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If memory is allocated contiguously (which is the case under segmentation) think about what will happen over time as more and more blocks of memory are allocated and freed.

At the beginning, our allocated memory is easily collapsed into contiguous blocks. But as we free some of those blocks and try to allocate new ones, the address space gets messy.

Because our operating system cannot anticipate the future needs of our processes, we begin to have smaller and smaller blocks of free memory. As a result, we may have 50 bytes of free memory in total, but if these are split across five blocks of 10 bytes, when we need room for a block of 20 bytes, it has nowhere to go.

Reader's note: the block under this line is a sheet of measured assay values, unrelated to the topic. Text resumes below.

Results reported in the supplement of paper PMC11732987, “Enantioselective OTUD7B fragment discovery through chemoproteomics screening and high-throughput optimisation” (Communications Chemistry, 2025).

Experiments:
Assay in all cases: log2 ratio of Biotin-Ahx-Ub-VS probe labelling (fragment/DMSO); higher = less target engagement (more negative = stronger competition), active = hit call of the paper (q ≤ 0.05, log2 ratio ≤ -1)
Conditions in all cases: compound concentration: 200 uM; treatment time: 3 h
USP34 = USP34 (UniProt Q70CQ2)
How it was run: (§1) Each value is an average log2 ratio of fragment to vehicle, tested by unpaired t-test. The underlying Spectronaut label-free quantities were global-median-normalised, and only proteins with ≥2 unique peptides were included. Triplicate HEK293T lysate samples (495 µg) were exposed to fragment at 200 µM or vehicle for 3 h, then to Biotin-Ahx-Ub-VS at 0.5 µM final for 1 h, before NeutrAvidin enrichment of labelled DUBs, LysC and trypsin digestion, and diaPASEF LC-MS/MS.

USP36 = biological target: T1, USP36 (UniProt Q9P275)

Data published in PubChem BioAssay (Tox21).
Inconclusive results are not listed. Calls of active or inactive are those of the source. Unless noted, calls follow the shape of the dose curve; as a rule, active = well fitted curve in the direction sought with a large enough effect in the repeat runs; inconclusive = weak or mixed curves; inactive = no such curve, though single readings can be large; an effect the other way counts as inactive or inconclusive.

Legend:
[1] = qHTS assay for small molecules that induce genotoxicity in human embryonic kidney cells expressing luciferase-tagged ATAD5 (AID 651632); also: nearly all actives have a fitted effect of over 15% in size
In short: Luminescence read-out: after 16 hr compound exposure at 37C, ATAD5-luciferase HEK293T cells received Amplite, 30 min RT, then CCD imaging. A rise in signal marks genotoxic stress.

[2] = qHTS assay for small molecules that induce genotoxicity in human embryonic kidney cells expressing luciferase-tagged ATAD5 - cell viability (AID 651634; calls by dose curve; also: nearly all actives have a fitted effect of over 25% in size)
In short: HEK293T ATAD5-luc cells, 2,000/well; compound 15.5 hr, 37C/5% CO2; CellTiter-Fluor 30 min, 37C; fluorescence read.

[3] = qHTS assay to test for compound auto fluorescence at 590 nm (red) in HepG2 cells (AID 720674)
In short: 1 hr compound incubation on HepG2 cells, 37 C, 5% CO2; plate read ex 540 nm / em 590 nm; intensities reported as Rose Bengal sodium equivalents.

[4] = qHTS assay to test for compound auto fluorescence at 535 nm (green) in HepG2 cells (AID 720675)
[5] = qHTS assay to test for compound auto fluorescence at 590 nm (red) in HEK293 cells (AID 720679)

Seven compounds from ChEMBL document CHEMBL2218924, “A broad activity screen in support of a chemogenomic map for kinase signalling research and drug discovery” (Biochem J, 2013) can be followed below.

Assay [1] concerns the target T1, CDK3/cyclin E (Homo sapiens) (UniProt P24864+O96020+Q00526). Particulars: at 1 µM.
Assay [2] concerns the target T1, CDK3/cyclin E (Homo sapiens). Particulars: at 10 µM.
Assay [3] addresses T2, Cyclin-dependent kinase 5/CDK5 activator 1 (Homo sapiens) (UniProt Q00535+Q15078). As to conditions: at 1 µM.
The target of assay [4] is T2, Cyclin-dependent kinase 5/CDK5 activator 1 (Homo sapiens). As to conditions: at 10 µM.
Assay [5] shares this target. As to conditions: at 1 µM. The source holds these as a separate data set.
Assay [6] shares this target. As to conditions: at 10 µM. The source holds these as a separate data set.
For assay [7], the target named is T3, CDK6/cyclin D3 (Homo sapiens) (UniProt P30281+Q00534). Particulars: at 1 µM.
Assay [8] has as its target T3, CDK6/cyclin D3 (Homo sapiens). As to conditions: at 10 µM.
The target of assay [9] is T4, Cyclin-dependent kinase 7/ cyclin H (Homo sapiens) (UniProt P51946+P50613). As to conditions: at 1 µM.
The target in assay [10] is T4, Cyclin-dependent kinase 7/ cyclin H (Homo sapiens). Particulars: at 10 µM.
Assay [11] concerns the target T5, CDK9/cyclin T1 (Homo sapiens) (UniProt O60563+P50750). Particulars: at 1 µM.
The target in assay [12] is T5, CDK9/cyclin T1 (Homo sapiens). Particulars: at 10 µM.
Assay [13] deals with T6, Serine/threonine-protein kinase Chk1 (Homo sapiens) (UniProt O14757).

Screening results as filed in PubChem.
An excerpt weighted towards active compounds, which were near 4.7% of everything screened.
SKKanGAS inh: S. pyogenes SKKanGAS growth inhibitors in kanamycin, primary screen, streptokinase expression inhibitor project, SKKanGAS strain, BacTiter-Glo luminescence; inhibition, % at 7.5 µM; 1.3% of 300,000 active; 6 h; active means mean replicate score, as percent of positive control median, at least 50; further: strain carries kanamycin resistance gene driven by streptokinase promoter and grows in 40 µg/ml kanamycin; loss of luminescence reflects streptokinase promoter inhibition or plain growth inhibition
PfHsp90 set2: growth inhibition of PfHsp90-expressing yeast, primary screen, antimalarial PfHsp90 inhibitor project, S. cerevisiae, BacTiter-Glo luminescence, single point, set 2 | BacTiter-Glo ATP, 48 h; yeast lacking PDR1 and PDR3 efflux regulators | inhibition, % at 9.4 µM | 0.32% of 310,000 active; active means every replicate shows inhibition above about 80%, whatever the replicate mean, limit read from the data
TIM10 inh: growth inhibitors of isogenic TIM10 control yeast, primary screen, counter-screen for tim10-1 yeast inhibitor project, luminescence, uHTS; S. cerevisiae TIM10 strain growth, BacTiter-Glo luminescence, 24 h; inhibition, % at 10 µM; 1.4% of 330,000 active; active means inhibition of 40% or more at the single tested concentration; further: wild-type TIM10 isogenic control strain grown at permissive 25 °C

As the size of these contiguous blocks of memory gets smaller, we say our memory is becoming more fragmented. Fragmentation is a main cause of memory inefficiency since fragmented memory stalls processes with large allocation needs.

In a later section, we discuss a memory management technique called paging which aims to solve the fragmentation problem and alleviate the inefficiencies it causes.

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